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Students weary of cracking the traditional textbook to get a glimpse of history can now browse the pages of Old News, a family-run publication which offers freshly written stories covering historical events.

The items in this tabloid-style paper may be "old news," but they are hardly stale, as teachers have testified in recent media coverage. Headlines over the past six years have included "Antony and Cleopatra Make Suicide Pact," "Lady Jane Grey Queen for Nine Days," and "Red Coats Slay Five in Boston Massacre."

Articles, which cover events up through 1930, are written as short stories using factual information. Each item is researched from historical documents and the sources used are listed in each publication.

Each issue of Old News is 12 pages long and is illustrated with contemporary photographs or drawings. The paper is published nine times a year; subscriptions are available for $15 from Old News, 400 Stackstown Road, Marietta, Pa. 17547-9300.

In response to recent changes in intellectual-property rights, the American Library Association has released an updated version of its Intellectual Freedom Manual. Designed for librarians in all fields, the 395-page reference work provides the means for identifying and confronting censorship of written material.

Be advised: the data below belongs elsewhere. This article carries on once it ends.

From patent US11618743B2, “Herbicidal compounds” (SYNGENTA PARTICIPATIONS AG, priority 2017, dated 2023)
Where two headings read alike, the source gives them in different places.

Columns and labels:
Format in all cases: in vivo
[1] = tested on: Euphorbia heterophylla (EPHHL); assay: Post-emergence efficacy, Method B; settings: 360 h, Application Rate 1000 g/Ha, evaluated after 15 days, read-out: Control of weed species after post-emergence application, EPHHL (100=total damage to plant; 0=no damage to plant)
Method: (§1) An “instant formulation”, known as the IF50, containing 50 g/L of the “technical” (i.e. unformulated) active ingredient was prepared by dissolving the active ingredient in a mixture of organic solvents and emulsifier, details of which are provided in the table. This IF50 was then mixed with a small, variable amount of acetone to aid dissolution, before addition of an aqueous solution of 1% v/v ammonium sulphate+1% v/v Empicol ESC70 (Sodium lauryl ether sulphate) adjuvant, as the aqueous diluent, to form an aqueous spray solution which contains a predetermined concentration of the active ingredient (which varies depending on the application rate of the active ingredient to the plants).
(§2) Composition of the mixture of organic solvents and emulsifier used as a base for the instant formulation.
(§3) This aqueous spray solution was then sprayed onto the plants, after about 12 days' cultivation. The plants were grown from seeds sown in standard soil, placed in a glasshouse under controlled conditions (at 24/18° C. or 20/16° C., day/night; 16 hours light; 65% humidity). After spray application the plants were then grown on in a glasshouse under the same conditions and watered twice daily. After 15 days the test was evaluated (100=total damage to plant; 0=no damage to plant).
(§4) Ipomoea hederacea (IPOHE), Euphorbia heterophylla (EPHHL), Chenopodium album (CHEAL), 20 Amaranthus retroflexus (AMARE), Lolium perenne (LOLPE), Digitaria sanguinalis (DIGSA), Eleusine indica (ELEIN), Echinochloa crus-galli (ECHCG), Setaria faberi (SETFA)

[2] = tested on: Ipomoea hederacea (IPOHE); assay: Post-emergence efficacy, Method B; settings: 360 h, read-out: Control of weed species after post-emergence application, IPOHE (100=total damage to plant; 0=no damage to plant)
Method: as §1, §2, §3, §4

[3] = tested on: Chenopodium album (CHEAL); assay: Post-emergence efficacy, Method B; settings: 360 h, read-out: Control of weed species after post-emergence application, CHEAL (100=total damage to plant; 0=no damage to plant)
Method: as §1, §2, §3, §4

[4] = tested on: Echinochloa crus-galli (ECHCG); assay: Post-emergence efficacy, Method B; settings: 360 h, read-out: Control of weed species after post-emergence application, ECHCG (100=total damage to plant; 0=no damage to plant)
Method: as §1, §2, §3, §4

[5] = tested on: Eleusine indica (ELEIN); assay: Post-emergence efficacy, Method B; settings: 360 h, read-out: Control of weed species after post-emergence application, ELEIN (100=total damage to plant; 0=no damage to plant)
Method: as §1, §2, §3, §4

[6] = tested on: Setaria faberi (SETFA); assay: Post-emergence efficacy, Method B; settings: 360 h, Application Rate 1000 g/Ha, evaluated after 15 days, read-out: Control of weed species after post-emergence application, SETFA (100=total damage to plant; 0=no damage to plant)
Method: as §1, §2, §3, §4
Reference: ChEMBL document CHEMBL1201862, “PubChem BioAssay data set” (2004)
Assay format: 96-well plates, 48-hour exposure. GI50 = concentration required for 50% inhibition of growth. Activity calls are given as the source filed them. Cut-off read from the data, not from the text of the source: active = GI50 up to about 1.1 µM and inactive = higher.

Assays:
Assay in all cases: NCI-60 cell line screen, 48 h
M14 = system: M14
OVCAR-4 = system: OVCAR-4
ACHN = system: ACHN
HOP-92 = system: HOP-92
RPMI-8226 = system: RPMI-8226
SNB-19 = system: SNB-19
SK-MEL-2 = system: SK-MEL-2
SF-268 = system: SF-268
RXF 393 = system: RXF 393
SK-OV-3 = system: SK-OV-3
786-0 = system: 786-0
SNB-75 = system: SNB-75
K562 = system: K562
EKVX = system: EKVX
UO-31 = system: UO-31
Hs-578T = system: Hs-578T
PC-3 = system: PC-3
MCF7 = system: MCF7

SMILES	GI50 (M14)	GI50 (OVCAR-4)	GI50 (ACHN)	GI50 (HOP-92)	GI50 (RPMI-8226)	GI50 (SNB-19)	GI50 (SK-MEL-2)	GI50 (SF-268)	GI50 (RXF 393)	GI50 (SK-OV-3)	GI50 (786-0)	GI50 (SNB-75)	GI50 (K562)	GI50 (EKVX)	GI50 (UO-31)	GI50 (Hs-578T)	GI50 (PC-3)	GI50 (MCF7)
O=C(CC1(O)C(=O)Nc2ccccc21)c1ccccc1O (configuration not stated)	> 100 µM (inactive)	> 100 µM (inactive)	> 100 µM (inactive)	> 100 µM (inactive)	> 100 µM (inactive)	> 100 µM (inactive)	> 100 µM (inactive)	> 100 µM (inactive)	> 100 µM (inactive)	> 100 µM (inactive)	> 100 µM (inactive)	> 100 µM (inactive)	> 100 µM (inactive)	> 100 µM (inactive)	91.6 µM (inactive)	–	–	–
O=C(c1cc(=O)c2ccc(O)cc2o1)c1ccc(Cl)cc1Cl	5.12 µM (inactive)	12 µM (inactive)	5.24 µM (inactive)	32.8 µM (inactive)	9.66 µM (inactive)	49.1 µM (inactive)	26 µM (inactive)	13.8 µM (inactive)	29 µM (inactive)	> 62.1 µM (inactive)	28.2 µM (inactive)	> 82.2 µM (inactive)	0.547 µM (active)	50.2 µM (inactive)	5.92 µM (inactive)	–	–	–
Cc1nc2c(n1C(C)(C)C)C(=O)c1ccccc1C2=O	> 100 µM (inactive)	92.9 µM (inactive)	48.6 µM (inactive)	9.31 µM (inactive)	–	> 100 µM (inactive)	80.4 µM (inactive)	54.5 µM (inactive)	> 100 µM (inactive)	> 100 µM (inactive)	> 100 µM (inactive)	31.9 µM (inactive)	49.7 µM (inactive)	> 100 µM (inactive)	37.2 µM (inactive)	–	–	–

Among the many topics covered in the guide are the current legal issues involved in both public and private libraries, effective correspondence with legislators, and possible strategies for use in blocking a censor. Three new interpretations of the "Library Bill of Rights" are also included, as is an extensive bibliography.

The manual is priced at $31.50 for ala members and $35 for non-members and is available from the ala at 155 N. Wacker Dr., Chicago, Ill. 60606-1719; (800) 545-2433.

A new publication by a group formed to honor Christians who risked their lives to save Jews during the Holocaust looks at the issues involved in the moral education of today's students.

Schools as Moral Communities seeks to answer the many questions faced by educators. How should they define the morality that they teach? Is it possible to maintain the required separation between church and state? The author, Michael Schulman, offers practical ideas for integrating moral tenets into the curriculum, along with some aimed at the effective training of teachers who can guide students through moral issues without indoctrinating them in a specific ideology.

The book is available for $12.85 from the Jewish Foundation for Christian Rescuers/adl, 823 U.N. Plaza, New York, N.Y. 10017; (212) 885-7770.

--David Field

Vol. 15, Issue 24

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